“Count it all joy, my brothers, when you meet trials of various kinds, for you know that the testing of your faith produces steadfastness. And let steadfastness have its full effect, that you may be perfect and complete, lacking in nothing.” – James 1:2-4

“When you pass through the waters, I will be with you; and through the rivers, they shall not overwhelm you; when you walk through fire you shall not be burned, and the flame shall not consume you. For I am the LORD your God, the Holy One of Israel, your Savior.” – Isaiah 43:2-3a

“In this you rejoice, though now for a little while, if necessary, you have been grieved by various trials, so that the tested genuineness of your faith–more precious than gold that perishes though it is tested by fire–may be found to result in praise and glory and honor at the revelation of Jesus Christ.” – 1 Peter 1:6-7

(1) Trials are a common experience of all of us. No one is immune. Trials are a part of living.

(2) Trials are transitory. Greek scholar C.B. Williams translates 1 Peter 1:6 this way: “In such a hope keep on rejoicing, although for a little while you must be sorrow-stricken with various trials.” Trials, though difficult, are “for a little while.”

(3) Trials are lessons that shouldn’t be wasted. Though not enjoyable or necessarily good in themselves, trials constitute a divine work for our ultimate good. Jesus never promised an easy journey, but He did promise a safe landing.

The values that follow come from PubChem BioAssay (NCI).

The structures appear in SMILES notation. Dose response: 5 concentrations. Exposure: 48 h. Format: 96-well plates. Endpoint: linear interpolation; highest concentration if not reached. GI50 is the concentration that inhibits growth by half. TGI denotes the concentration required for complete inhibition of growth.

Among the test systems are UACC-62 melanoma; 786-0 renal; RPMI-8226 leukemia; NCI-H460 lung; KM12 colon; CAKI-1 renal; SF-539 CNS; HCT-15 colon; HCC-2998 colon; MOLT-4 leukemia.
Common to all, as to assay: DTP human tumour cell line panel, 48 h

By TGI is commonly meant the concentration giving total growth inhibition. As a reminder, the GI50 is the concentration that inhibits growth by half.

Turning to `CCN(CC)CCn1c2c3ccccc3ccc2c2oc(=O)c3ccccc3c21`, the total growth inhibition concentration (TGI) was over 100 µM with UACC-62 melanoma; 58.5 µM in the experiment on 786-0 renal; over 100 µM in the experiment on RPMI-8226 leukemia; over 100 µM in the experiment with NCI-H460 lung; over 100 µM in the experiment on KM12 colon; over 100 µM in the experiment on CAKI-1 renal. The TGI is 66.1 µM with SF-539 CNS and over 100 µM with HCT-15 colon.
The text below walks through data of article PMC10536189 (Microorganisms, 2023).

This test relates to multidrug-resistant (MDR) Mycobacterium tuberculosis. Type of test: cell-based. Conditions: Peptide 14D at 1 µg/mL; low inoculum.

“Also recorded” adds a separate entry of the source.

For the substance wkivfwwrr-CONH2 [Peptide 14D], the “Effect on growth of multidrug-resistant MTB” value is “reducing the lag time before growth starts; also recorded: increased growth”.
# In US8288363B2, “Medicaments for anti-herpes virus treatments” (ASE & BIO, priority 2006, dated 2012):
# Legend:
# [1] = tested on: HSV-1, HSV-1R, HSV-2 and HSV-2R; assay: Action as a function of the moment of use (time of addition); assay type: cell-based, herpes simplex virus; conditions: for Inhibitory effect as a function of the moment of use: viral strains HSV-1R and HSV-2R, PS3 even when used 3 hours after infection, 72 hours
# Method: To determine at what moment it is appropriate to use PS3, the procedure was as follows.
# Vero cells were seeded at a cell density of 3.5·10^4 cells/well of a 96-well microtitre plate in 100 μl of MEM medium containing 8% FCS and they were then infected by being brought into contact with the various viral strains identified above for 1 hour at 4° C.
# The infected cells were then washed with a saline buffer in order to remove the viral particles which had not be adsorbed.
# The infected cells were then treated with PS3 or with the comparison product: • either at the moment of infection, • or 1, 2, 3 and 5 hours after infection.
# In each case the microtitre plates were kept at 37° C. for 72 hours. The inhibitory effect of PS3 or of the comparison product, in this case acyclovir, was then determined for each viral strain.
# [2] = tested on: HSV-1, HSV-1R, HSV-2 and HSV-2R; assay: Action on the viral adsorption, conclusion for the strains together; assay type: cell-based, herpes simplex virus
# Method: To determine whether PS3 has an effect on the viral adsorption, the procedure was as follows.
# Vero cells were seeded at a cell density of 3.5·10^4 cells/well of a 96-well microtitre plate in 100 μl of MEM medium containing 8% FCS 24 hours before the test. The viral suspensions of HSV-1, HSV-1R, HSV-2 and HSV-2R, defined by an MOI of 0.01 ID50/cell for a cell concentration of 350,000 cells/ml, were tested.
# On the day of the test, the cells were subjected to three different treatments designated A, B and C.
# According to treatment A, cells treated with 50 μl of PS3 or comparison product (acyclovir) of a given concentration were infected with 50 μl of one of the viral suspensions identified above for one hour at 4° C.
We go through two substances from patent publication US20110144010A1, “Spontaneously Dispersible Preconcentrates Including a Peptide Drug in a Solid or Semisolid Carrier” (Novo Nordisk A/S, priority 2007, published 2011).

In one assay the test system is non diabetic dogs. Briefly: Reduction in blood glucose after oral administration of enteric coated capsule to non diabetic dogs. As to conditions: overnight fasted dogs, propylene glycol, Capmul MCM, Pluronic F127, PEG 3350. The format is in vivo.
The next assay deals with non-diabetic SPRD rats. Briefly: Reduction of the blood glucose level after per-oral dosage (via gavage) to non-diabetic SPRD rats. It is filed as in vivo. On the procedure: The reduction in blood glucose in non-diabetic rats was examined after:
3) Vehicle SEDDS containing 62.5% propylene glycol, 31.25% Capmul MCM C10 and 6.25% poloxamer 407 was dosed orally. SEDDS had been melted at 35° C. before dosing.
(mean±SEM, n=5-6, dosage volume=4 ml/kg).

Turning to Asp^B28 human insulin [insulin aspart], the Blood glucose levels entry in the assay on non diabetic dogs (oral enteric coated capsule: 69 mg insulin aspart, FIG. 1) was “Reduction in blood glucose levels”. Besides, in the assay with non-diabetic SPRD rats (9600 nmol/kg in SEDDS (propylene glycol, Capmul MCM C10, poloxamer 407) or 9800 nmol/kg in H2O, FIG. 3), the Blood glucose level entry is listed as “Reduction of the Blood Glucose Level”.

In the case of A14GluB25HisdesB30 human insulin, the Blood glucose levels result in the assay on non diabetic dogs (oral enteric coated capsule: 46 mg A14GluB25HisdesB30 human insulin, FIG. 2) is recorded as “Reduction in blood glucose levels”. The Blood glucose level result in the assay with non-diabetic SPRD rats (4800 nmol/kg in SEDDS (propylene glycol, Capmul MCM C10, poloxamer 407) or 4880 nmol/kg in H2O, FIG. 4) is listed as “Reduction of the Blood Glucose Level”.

“God incarnate is the end of fear; and the heart that realizes that He is in the midst…will be quiet in the middle of alarm.” – F.B. Meyer

“Adversities do not make a man frail. They show what sort of man he is.” – Thomas A Kempis

“Sometimes your medicine bottle has on it, “Shake well before using.” That is what God has to do with some of His people. He has to shake them well before they are ever usable.” – Vance Havner

“We are always on the anvil; by trials God is shaping us for higher things.” H. W. Beecher

“Pressure produces! As we face the pressures of life, let it not just be a passive acceptance, but rather a positive cooperation with God’s purpose for our lives.” – George Sweeting

 

About the author: DR. GEORGE SWEETING is a former president and chancellor of the Moody Bible Institute He received a diploma from Moody Bible Institute, his B.A. from Gordon College, and his Doctor of Divinity from Gordon-Conwell Theological Seminary. Dr. Sweeting has served as a pastor in several churches, including Grace Church, Madison Avenue Baptist Church, and The Moody Church and also spent nine years traveling the world as an evangelist. Dr. Sweeting has written numerous books, including The Joys of Successful Aging, Too Soon to Quit, Lessons from the Life of Moody, and Don’t Doubt in the Dark. He is the host of the radio program Climbing Higher and a former columnist for Moody Magazine. The above three points were adapted from one of his sermons on the purpose of trials in a Christian’s life.